Thursday, April 28, 2011

lateral thinking in the classroom

A Geek in Korea gave this as a test to his students:
Today I did “Petals around the Rose” as a final exam. I presented it as a “Lateral Thinking Exercise”, but they had to fill out a paper based on the activity. We went over the rules, and I put up a dice roller on the projector to let them guess at the answers. As they got better at the game, some of them solved it on their own.
I'm not sure if the link in the quote will carry through to my blog. Again: Petals around the Rose.

Students needed to find creative solutions for the problem and describe them in English.  Some students had a creative definition for 'lateral thinking'.
Some people’s lateral thinking was more like “lateral eye movement” as in, “look at someone else’s solution”, AKA “cheating”. I find this is a common answer among students when trying to overcome difficult problems in classes.

I talk about this kind of thing but don't do it as much as I should.  Nice work, Geek.

BTW, it took me three rolls to figure out the game.

Links aplenty from Surprises Aplenty

Tinkering is like creating, I guess.
Tired of the alphabet?  Alternatives are in the works. And, Students make their own illuminated letters.
Beginners have good taste.  That's why they dislike their own work.
Ben Franklin's organizational skills and questions.
Students should Ask questions.
More Scientific American and Creativity.

Tuesday, April 26, 2011

More advice for writers

I'm an Indo-phile and I had heard the name of V S Naipaul but I know little about him.  Amazon has some of his books.  Boingboing recently linked to advice by Naipaul for writers. At India Uncut, we learn those rules.  There are only seven rules so I want to be cautious about excerpting them.

Four of his "Rules for Beginners" emphasize simplicity.  Sentences should be short, don't use big words, avoid adjectives and adverbs and avoid the abstract.  I write too many run-on sentences so I can see value in his advice (this sentence is too long, by his standards).  My sentences, with their numerous clauses and asides, need to be trimmed.  Still, I enjoy reading new words, ones that stretch my vocabulary.  I understand that there can be exceptions to rules; and I will proudly break some of these.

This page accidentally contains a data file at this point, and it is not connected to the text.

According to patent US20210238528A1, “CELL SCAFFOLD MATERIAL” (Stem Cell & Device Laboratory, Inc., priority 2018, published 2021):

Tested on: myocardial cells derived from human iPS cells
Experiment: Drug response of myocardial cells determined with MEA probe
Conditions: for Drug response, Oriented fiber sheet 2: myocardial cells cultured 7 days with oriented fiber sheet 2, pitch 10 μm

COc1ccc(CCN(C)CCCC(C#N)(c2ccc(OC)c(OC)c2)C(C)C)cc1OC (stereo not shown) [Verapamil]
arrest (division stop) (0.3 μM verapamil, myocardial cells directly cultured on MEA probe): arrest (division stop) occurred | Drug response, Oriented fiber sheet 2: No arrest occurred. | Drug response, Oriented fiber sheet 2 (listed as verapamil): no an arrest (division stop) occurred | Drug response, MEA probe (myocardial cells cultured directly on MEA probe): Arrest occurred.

The final rule allows you to moderate the ones above - but only after long ("six months at least") practice.  "You may go beyond these rules after you have throughly understood and mastered them."

Saturday, April 23, 2011

creatives are crazy. Cu-rae--Z!

A friend and coworker of my father's at the OPP had been seconded to bodyguard the premier of Ontario.  This was around twenty years ago and I forget who the premier of the day was.  In any case, they were returning from an afternoon with one of Canada's most famous authors, Farley Mowat.  Mowat had performed some attention-getting thing at the event; my memory of the reported story is hazy so I'll leave out my possibly-libelous guesses.  In the car, after the event, the premier turned to the body guard and remarked something along the lines of 'Mowat could be an ass.'  The body guard wasn't chosen for his political views but reported feeling unusually close to his charge that day and agreed.

Are artists genuinely mentally ill or are they publicity hounds?

Alexandra Styron, writing in Salon, describes her father's battles with depression.